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S Korean Police Probe Possible $8m Crypto Scam Targeting Investors Who’d Suffered Losses

Tim Alper
Last updated: | 2 min read
Source: mnimage/Adobe

South Korean police are probing a possible $8m crypto scam – after a group of 40 alleged victims complained they were tricked into buying a potentially worthless or non-existent crypto-asset.

According to Chosun Ilbo, the case was brought to the police’s attention by the group’s lawyers – from the Seoul-based firm For You Law. The alleged scammers, the law firm claimed, attempted to dupe victims by posing as a “loss compensation team” that caters to people who have suffered financial losses.

The group allegedly told individuals they could recoup their failed investments by buying their own unlisted crypto-asset, named Epay Coin.

They allegedly claimed that the individuals could access the coin via a private sale – and then expect “big profits” after the token was listed.

The lawyers stated the Epay Coin masterminds claimed that their token was about to be listed “on major overseas exchanges such as Binance and Huobi.” The masterminds also said the coin would be listed on “large domestic exchanges such as Upbit and Bithumb.”

However, the same media outlet quoted Binance officials as stating that they had never heard of the coin in question.

For You Law stated that although only 40 victims had thus far been identified, it suspected that “hundreds” of investors may have been tricked out of a total of $8 million. The group of 40, the lawyers said, have suffered combined losses of $1.6 million.

Where Are the ‘South Korean Crypto Scam’ Masterminds?

Chosun reporters attempted to contact the Epay Coin operators by telephoning the phone number printed on one of their business cards. But this proved unsuccessful.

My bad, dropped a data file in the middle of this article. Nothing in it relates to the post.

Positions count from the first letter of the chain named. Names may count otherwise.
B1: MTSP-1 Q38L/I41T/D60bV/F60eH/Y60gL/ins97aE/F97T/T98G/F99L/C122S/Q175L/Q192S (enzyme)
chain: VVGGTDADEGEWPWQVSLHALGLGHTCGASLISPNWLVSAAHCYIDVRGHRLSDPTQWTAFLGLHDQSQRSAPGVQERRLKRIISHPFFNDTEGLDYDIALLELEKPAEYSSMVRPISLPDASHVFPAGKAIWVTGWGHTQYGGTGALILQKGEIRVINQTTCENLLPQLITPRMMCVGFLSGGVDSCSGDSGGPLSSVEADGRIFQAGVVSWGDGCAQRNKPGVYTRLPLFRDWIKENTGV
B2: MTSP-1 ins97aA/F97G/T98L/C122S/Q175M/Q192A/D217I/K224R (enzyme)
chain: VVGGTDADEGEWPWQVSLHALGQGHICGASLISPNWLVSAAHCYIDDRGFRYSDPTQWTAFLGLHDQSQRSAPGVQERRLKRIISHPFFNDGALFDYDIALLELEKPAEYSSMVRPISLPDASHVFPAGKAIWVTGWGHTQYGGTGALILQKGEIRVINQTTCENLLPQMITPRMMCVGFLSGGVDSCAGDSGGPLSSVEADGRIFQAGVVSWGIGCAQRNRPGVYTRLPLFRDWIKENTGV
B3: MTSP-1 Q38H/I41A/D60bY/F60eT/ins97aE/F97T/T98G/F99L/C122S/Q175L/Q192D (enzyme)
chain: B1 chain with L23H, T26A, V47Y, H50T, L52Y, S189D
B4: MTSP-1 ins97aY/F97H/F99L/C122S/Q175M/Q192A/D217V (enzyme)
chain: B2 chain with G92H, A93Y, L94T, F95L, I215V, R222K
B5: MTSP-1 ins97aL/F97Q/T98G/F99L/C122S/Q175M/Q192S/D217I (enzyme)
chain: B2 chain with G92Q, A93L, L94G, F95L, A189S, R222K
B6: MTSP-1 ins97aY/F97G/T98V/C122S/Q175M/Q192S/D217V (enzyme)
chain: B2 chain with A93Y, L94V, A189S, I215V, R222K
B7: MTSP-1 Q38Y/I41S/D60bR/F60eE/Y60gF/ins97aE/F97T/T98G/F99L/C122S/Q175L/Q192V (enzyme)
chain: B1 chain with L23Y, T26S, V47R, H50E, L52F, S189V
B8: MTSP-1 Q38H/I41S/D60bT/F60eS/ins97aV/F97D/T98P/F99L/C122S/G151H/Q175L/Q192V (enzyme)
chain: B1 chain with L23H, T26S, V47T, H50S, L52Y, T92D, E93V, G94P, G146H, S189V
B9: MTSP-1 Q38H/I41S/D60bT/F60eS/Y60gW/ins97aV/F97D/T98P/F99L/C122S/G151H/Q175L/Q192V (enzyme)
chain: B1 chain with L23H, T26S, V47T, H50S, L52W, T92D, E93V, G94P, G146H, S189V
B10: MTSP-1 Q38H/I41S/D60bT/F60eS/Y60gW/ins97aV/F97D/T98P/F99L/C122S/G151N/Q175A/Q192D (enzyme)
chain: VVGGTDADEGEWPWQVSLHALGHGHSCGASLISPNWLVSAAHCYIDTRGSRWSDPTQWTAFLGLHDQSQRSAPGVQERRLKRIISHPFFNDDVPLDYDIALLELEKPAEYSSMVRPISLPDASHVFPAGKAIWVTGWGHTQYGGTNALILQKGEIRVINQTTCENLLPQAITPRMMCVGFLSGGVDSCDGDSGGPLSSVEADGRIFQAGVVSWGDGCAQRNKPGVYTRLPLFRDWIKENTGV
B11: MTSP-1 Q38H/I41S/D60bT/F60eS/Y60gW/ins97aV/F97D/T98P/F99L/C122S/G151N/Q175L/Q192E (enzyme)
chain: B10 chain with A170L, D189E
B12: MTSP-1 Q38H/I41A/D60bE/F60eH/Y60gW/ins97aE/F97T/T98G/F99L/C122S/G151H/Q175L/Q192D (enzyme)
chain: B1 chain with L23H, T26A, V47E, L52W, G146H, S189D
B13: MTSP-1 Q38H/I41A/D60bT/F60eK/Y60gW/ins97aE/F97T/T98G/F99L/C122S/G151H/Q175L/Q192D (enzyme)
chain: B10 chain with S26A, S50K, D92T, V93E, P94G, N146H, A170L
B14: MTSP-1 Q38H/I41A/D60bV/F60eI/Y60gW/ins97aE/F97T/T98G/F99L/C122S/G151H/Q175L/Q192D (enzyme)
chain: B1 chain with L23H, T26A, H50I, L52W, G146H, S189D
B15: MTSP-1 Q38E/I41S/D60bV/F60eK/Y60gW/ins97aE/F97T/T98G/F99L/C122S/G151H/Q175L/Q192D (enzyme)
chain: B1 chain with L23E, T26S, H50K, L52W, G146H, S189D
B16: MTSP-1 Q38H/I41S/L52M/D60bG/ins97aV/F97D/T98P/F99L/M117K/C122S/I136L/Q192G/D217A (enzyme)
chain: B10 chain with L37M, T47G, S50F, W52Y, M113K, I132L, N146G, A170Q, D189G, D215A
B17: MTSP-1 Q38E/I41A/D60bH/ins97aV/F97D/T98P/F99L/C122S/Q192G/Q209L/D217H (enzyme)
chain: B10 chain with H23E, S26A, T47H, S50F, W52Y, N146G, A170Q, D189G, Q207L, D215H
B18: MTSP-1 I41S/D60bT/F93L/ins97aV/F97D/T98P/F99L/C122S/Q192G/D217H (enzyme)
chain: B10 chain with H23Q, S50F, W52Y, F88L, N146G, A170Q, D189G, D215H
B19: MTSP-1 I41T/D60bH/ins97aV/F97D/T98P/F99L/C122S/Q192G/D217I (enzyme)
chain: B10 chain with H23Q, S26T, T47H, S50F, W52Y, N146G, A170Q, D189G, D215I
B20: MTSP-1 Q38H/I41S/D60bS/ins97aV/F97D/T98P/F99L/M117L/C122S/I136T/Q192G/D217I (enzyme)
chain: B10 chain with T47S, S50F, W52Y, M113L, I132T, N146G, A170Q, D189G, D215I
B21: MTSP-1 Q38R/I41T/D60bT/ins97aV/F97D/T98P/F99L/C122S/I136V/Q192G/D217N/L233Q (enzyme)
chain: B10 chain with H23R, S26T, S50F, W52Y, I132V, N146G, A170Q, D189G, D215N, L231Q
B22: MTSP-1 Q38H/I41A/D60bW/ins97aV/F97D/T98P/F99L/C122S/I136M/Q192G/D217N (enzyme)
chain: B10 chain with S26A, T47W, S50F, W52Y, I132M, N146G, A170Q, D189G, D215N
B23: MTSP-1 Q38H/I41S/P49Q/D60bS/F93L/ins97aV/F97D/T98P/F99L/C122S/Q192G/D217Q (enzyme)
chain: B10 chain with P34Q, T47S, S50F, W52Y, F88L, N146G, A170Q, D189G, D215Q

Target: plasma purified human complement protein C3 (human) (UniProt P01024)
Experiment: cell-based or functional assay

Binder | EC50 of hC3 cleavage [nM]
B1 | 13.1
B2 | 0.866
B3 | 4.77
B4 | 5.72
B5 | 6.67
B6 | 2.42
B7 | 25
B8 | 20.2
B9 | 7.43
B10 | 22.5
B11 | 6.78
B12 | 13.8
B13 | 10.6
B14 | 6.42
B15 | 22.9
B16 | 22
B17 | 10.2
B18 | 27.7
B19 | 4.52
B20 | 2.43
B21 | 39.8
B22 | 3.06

The reporters also attempted to visit the Epay Coin “offices” in person. The company claimed to be using all 12 floors of a commercial building in Seoul’s affluent Yeouido District. But a building manager told the media outlet that the office was actually rented out to various different companies.

Kim Kyung-nam, a lawyer at Forma Law Firm, was quoted as explaining that “a scam company” was known to have “approached victims claiming to help with ‘recovery from damages caused by past investments.’”

Kim said the “scam company” was known to offer its victims the “opportunity to buy coins at a low price.”

The lawyer concluded that such cases were “rapidly increasing.” Kim advised the public to “collect evidence, such as telephone recordings” – in order to help prosecute the alleged fraudsters.

The case is being investigated by the Seoul Metropolitan Police Agency’s Yeongdeungpo District branch.

Prosecutors and police in the nation have recently invested in sophisticated crypto-tracking tools that they think will help them shut down crypto-related crime.